How can one approach writing a research paper comparing the importance of social class in 18th-19th century England, as seen in Jane Austen's Pride and Prejudice, with the importance of class in...
How can one approach writing a research paper comparing the importance of social class in 18th-19th century England, as seen in Jane Austen's Pride and Prejudice, with the importance of class in today's society?
One way to approach a research project/essay on the importance of class now vs. the importance of class in England during the Regency period is by examining whether or not we still view class as having an effect on society. You will also want to decide if you want to compare Regency England to England today or to America today. Comparing Regency England to today's England could make more sense, although interestingly, you may find that both regions today have the same things to say about class. One current hot topic concerning the effects of class in today's society argues that while we like to deny it and have seen many improvements, the truth is that class still has a great effect on an individual's success.
Current research is showing that, in America, it used to be "each generation's prospects were better than those of the last one," regardless of where the generation was born, such as in the ghettos vs. the suburbs. However, this was seen during points of economic boom, but now that the economy has faltered, we are seeing that the lower classes are receiving fewer and fewer opportunities (McMurrer & Sawill, "The Declining Importance of Class"). Research is finding that if a parent has a certain economic background and a certain skill set, the offspring is more likely to have the same skill set and remain at the same economic level. In addition, "Children of blue collar workers [are] significantly more likely to work in blue collar occupations ... men with white collar origins are almost twice as likely as those with blue collar origins to end up in upper white collar jobs" (McMurrer & Sawill). While our society currently believes in and strives for equality, it seems that there are still some social situations, like class, that even policy can't put an end to. Hence, while we no longer view class as significant, research is showing that it still greatly effects society.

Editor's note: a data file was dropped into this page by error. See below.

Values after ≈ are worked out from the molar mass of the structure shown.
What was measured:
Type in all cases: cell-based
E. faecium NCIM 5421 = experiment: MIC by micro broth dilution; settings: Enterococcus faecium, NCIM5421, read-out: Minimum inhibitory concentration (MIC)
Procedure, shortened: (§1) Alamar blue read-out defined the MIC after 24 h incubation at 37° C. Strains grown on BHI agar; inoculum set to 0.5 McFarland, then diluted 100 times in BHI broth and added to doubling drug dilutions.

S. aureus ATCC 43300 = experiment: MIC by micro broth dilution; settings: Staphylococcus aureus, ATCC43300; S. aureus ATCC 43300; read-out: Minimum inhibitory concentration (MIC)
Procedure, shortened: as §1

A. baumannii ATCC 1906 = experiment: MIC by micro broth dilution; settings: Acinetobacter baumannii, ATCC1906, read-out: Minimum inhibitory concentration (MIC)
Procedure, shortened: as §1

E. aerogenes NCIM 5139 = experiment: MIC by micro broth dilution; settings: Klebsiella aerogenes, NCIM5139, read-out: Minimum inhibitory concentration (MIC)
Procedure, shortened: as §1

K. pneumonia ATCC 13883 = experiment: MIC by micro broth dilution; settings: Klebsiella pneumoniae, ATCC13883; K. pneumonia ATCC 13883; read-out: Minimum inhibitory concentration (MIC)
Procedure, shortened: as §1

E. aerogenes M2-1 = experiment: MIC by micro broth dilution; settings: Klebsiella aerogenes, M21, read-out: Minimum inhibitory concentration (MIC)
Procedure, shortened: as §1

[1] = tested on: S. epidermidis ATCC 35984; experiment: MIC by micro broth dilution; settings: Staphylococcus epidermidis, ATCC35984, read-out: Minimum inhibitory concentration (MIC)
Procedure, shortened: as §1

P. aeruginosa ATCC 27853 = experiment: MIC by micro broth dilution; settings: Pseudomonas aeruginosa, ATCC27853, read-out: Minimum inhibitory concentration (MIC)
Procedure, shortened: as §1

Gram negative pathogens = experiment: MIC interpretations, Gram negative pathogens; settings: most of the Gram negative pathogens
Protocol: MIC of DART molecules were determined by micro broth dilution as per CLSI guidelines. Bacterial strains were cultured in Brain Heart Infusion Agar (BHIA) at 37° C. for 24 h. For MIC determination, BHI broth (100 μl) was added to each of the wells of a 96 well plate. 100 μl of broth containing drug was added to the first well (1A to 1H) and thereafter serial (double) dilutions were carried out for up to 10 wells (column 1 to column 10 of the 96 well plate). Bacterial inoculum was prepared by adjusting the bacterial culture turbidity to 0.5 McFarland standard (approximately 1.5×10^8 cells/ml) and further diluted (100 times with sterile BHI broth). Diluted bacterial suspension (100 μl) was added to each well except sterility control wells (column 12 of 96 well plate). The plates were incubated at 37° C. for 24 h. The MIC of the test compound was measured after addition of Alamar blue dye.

The same is holding true for research completed in England. While John Prescott, the Labour party's deputy leader in 1997, once declared, "We are all middle class now," other authority figures have pointed out that social class is still a determining factor of how successful a child will be. As Gordon Brown, prime minister of 2007-2010, once said:
We need to be honest with ourselves: while poverty has been reduced and the rise in inequality halted, social mobility has not improved in Britain as we would have wanted ... A child's social class background at birth is still the best predictor of how well he or she will do at school and later on in life. (Kirkup & Pierce, "Harriet Harman: Social Class")
Hence, even in both regions there is still a relation seen between a person's origins and social and economic growth.